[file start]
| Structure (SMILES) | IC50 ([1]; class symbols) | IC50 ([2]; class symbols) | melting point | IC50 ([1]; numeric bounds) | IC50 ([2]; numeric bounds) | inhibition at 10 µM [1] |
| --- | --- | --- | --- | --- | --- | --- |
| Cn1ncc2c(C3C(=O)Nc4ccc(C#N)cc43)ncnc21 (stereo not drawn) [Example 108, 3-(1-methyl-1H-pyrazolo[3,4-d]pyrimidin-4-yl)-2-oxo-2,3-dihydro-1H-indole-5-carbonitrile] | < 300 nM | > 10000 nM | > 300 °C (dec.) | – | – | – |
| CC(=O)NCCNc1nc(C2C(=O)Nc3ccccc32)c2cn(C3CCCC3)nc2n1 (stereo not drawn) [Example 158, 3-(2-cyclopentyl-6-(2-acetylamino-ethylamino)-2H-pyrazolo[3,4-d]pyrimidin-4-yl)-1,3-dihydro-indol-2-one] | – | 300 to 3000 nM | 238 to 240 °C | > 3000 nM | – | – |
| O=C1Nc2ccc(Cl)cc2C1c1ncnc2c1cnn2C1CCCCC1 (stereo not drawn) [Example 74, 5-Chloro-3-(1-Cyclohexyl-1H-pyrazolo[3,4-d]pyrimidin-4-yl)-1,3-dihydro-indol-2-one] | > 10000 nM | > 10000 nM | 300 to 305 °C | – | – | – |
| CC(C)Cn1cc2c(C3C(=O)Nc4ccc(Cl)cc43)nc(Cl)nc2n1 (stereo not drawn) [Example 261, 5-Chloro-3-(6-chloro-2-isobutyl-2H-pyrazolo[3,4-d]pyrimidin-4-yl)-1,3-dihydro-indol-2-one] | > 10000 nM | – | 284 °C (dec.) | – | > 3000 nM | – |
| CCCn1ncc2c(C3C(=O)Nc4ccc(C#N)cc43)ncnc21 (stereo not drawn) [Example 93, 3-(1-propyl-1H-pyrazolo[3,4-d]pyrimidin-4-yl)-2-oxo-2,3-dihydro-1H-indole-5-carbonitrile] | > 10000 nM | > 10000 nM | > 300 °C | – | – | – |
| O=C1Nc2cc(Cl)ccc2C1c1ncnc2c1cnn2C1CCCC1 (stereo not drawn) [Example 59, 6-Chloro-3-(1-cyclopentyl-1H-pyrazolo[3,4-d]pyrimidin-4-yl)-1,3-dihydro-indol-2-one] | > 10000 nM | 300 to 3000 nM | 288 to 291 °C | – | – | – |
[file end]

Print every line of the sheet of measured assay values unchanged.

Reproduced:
| Structure (SMILES) | IC50 ([1]; class symbols) | IC50 ([2]; class symbols) | melting point | IC50 ([1]; numeric bounds) | IC50 ([2]; numeric bounds) | inhibition at 10 µM [1] |
| --- | --- | --- | --- | --- | --- | --- |
| Cn1ncc2c(C3C(=O)Nc4ccc(C#N)cc43)ncnc21 (stereo not drawn) [Example 108, 3-(1-methyl-1H-pyrazolo[3,4-d]pyrimidin-4-yl)-2-oxo-2,3-dihydro-1H-indole-5-carbonitrile] | < 300 nM | > 10000 nM | > 300 °C (dec.) | – | – | – |
| CC(=O)NCCNc1nc(C2C(=O)Nc3ccccc32)c2cn(C3CCCC3)nc2n1 (stereo not drawn) [Example 158, 3-(2-cyclopentyl-6-(2-acetylamino-ethylamino)-2H-pyrazolo[3,4-d]pyrimidin-4-yl)-1,3-dihydro-indol-2-one] | – | 300 to 3000 nM | 238 to 240 °C | > 3000 nM | – | – |
| O=C1Nc2ccc(Cl)cc2C1c1ncnc2c1cnn2C1CCCCC1 (stereo not drawn) [Example 74, 5-Chloro-3-(1-Cyclohexyl-1H-pyrazolo[3,4-d]pyrimidin-4-yl)-1,3-dihydro-indol-2-one] | > 10000 nM | > 10000 nM | 300 to 305 °C | – | – | – |
| CC(C)Cn1cc2c(C3C(=O)Nc4ccc(Cl)cc43)nc(Cl)nc2n1 (stereo not drawn) [Example 261, 5-Chloro-3-(6-chloro-2-isobutyl-2H-pyrazolo[3,4-d]pyrimidin-4-yl)-1,3-dihydro-indol-2-one] | > 10000 nM | – | 284 °C (dec.) | – | > 3000 nM | – |
| CCCn1ncc2c(C3C(=O)Nc4ccc(C#N)cc43)ncnc21 (stereo not drawn) [Example 93, 3-(1-propyl-1H-pyrazolo[3,4-d]pyrimidin-4-yl)-2-oxo-2,3-dihydro-1H-indole-5-carbonitrile] | > 10000 nM | > 10000 nM | > 300 °C | – | – | – |
| O=C1Nc2cc(Cl)ccc2C1c1ncnc2c1cnn2C1CCCC1 (stereo not drawn) [Example 59, 6-Chloro-3-(1-cyclopentyl-1H-pyrazolo[3,4-d]pyrimidin-4-yl)-1,3-dihydro-indol-2-one] | > 10000 nM | 300 to 3000 nM | 288 to 291 °C | – | – | – |